Brihanalla – Arjuna’s Disguise by Bhaskar’s Arts Academy, Singapore in collaboration with Amrita Performing Arts, Cambodia
The audience at Esplanade Theatre Studio was treated to a feast on 5th November 2017! The sumptuous visual spread included Bharatnatyam, Kathakali, Cambodian dance and the audio ranged from music specially commissioned for the event, traditional Cambodian music as well as Kathakali Sopanam music.
A double ‘Trinity Anubhava’ as rightly mentioned by the Artistic Director Santha Bhaskar. She reminisced about a performance in 1994 in front of the Angkor Wat temple and the desire to further explore inter-cultural and multi-disciplinary exchange. The guest of honour, the Cambodian ambassador, mentioned after the show, that the flawless merging of the Indian and Cambodian cultures was a beautiful experience that he enjoyed.
Comprising of 5 Acts interspersed with witty commentary by a contemporary Sutradhar, Tharmendra Jayaraman, who reminded the audience of how the characters in the Indian epics were far ahead of their times, in that they accepted those falling on the either end of the bell curve as easily as they accepted that which is considered ‘normal’ by society’s standards. Are we as accepting and broad-minded in today’s modern society is a point to ponder.
Act I started with a Bhartanatyam performance by Indra’s Apsaras, in honour of his son Arjuna, beautifully interspersed with Cambodian dance by Sor Sophal who played Arjuna and Nam Narim who portrayed Urvashi. Arjuna spurns Urvashi and she curses him to be a eunuch for the rest of his life. Indra’s intervenes and the curse is reduced to being a eunuch for 1 year of his life and at the time of his choosing.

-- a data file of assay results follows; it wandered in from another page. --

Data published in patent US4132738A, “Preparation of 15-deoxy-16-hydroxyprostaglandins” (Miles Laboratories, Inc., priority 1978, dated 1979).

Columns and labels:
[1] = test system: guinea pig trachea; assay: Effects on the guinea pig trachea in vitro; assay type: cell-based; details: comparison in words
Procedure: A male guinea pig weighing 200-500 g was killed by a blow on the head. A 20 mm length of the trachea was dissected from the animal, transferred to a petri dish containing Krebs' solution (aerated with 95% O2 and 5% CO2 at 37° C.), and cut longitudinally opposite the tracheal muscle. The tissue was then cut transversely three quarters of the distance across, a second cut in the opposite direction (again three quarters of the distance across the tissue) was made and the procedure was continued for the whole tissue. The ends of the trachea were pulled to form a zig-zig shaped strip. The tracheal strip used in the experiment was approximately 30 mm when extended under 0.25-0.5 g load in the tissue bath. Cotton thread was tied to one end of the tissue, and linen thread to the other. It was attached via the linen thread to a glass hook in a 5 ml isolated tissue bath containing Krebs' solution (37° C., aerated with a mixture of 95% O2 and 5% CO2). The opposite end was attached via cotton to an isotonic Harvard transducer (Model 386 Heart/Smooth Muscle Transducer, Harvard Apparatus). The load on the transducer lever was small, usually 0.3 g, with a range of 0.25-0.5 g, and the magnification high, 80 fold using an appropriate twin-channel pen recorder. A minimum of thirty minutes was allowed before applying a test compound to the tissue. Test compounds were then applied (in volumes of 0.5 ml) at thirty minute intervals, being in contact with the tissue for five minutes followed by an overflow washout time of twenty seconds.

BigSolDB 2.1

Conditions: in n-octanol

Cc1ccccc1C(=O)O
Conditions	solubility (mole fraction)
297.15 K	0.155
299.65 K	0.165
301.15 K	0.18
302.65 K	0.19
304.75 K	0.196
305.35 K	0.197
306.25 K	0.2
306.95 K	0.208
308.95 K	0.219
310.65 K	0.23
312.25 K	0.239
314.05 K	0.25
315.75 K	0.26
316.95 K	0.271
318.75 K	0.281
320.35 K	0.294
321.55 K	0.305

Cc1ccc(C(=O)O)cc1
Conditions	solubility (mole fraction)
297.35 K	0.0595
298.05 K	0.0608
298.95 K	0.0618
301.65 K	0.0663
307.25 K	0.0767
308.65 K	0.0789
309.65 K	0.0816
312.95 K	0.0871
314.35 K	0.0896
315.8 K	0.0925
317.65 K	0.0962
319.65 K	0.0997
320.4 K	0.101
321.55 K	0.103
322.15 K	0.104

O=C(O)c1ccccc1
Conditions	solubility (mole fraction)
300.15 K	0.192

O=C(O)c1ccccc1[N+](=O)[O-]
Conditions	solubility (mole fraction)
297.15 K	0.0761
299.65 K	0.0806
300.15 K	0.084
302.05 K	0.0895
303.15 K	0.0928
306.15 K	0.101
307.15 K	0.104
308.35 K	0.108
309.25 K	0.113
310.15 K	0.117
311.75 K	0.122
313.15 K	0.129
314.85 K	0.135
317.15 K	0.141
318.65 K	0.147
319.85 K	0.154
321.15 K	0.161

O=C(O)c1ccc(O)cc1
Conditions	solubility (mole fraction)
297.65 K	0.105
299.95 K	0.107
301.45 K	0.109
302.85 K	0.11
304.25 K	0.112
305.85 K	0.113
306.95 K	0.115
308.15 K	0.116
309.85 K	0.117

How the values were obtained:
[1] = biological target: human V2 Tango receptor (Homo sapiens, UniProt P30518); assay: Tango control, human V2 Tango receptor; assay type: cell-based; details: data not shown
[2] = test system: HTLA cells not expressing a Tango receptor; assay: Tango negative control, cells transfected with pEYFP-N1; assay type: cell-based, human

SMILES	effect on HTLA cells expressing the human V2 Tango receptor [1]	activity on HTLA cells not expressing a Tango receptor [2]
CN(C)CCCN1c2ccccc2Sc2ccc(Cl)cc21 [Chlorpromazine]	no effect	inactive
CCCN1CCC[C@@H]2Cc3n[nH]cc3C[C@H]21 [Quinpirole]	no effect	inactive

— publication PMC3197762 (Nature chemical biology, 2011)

Act II moved the audience into the 13th year of the Pandava’s exile and introduces Kathakali through Bheema and Panchali’s character. The performances by Malini Bhaskar and ensemble as Brihanalla and her students was a melodic and harmonic treat to watch.
Act III marked the entry of my favourite Kathakali character of the evening – Keechaka – performed by Kalamandalam Biju. Though he played a negative character, his ‘abhinaya’, the sounds he produced, his entreaties and pursuit of Draupadi endeared him to most of the audience. Bheema and Draupdadi hatch a plan which ends in ‘Keechaka Vadham’ the death of Keechaka. Throughout this act the Sopanam music of Kathakali presented as a duet by vocalists TV Sajith and TK Arun (I think) added richness and grandeur to the performance.
Act IV portrayed how Brihanalla helps the hapless Matsya Prince fight the mighty Kurus as charioteer and later as archer. The dancers moved into a more martial dance form with a glimpse of shadow dancing portrayed the backdrop. That and the lighting effects added to the war atmosphere.
Following the victory over the Kurus, the Vth Act celebrates the wedding of Arjuna’s Son with Uttara the princess of the Matsya Kingdom, ending the performance on a happy high note.
The seamless integration and movement from Bharatanatyam to Kathakali to Cambodian dance by the artists, the equally synchronous instrumental and vocal support and the mood changes reflected perfectly with the lighting was a highlight throughout the performance